UK: UK White Paper On Reforming Financial Markets

Last Updated: 14 July 2009
Article by Peter Green and Jeremy C. Jennings-Mares

On 8th July 2009 the HM Treasury ("UK Treasury") published its long-awaited White Paper titled "Reforming Financial Markets" (the "White Paper").1

The White Paper is part of a comprehensive review by the UK government ("Govt.") of UK financial regulation and supervision, which has been ongoing since the outbreak of the global financial crisis in 2007 and the ensuing turmoil in the UK financial markets.

As such, it provides the Govt.'s formal response to the proposed actions recommended in the "Turner Review: A regulatory response to the global banking crisis" (18th March 2009) (the "Turner Review"),2 which set out in-depth analyses of the causes of the financial crisis and identified a number of key areas requiring regulatory reform. Some reforms have already been implemented, notably the special resolution regime and new bank insolvency procedures under the Banking Act 2009, which empower the "Tripartite Authorities," consisting of the Financial Services Authority ("FSA"), the UK Treasury and the Bank of England ("BOE"), to deal with failing banks more effectively.3

Building on the recommendations of the Turner Review, the White Paper proposes extensive reforms to UK banking regulation in order to strengthen the UK banking and financial sector and to enable it to better withstand future financial shocks.

The Govt.'s Firm Policy Proposals for New Primary Legislation

Specifically, the White Paper proposes the following key reforms to be implemented by new legislation:

1. Reforming regulatory institutions

  • Formalising and strengthening the arrangements for institutional cooperation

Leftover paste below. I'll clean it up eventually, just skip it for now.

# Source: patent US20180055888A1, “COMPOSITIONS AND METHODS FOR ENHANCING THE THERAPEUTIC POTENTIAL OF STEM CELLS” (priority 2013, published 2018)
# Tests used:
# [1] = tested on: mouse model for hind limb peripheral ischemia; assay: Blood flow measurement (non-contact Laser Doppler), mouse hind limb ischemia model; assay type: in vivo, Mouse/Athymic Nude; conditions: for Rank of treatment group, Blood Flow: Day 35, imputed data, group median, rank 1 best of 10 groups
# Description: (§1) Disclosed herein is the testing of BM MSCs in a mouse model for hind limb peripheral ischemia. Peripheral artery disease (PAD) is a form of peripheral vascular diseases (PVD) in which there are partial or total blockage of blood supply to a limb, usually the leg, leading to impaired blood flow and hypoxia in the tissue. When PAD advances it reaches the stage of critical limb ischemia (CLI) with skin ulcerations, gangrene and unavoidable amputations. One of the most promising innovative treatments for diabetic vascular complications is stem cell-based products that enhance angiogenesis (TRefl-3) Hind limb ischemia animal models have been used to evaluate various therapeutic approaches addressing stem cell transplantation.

In the autumn of 2009 new legislation will be introduced to create a new Council for Financial Stability ("CFS") comprised of the Tripartite Authorities and chaired by the Chancellor. The CFS will meet regularly to assess, and to formulate and implement policy responses to, systemic risk and intervene if financial stability is threatened.

  • Strengthening the FSA's governance arrangements and statutory framework

From the autumn of 2009, the FSA will be charged with statutory responsibility for financial stability (a potential conflict with the BOE's remit). Among other things, it will underline the need for the FSA's regulatory and supervisory approach to be more focused on systemic risk (including, e.g., the consequences of a "high impact" firm's failure).

  • Enhancing the FSA's powers

The FSA should be granted greater rule-making, information-gathering and enforcement powers (e.g., suspension or penalisation of individuals or firms) in order to address not only market or consumer risks but also systemic risk. The Financial Services and Markets Act 2000 ("FSMA") will be amended to give the FSA continuing power to impose emergency short-selling restrictions.

  • Expanding the role of the Financial Services Compensation Scheme ("FSCS")

The FSCS should continue to be funded by the financial services industry. In this respect, however, the White Paper envisages that it would be better to have some pre-funding and the Govt. will introduce a level of prefunding in the future (although not before 2012). The FSMA may be amended to expand the FSCS's role and enable it to operate more effectively when acting as the UK single point of contact for deposit guarantee schemes ("DGSs") in other EEA countries or as UK agent for DGSs or other arrangements in other (EEA or non-EEA) countries providing for compensation to be paid to UK customers.

2. Competitive markets that work for consumers

  • Financial capability and money guidance